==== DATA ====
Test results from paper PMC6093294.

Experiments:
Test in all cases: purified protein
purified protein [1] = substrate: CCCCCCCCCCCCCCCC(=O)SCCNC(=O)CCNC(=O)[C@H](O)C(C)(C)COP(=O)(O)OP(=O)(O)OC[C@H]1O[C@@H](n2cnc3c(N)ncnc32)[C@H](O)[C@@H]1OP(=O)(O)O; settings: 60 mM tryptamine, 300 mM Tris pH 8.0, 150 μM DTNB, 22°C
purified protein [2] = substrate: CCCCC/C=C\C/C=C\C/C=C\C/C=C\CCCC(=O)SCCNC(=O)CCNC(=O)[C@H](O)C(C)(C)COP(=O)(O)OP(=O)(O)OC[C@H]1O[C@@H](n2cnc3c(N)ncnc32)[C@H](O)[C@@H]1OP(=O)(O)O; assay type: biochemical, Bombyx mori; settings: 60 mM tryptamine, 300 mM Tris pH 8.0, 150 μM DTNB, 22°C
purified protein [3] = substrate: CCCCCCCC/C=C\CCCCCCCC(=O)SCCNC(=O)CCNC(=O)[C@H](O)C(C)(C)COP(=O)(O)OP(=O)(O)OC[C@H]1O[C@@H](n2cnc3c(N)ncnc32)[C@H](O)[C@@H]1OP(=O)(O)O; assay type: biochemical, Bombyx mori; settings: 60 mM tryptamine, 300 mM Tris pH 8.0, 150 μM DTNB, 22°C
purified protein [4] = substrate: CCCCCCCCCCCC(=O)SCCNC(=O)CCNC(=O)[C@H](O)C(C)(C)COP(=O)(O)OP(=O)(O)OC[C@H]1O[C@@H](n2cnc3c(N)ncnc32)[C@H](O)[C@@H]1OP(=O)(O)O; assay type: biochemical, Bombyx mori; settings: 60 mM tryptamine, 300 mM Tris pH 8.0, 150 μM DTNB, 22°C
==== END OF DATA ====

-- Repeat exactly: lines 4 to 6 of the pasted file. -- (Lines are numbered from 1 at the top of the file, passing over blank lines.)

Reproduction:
purified protein [1] = substrate: CCCCCCCCCCCCCCCC(=O)SCCNC(=O)CCNC(=O)[C@H](O)C(C)(C)COP(=O)(O)OP(=O)(O)OC[C@H]1O[C@@H](n2cnc3c(N)ncnc32)[C@H](O)[C@@H]1OP(=O)(O)O; settings: 60 mM tryptamine, 300 mM Tris pH 8.0, 150 μM DTNB, 22°C
purified protein [2] = substrate: CCCCC/C=C\C/C=C\C/C=C\C/C=C\CCCC(=O)SCCNC(=O)CCNC(=O)[C@H](O)C(C)(C)COP(=O)(O)OP(=O)(O)OC[C@H]1O[C@@H](n2cnc3c(N)ncnc32)[C@H](O)[C@@H]1OP(=O)(O)O; assay type: biochemical, Bombyx mori; settings: 60 mM tryptamine, 300 mM Tris pH 8.0, 150 μM DTNB, 22°C
purified protein [3] = substrate: CCCCCCCC/C=C\CCCCCCCC(=O)SCCNC(=O)CCNC(=O)[C@H](O)C(C)(C)COP(=O)(O)OP(=O)(O)OC[C@H]1O[C@@H](n2cnc3c(N)ncnc32)[C@H](O)[C@@H]1OP(=O)(O)O; assay type: biochemical, Bombyx mori; settings: 60 mM tryptamine, 300 mM Tris pH 8.0, 150 μM DTNB, 22°C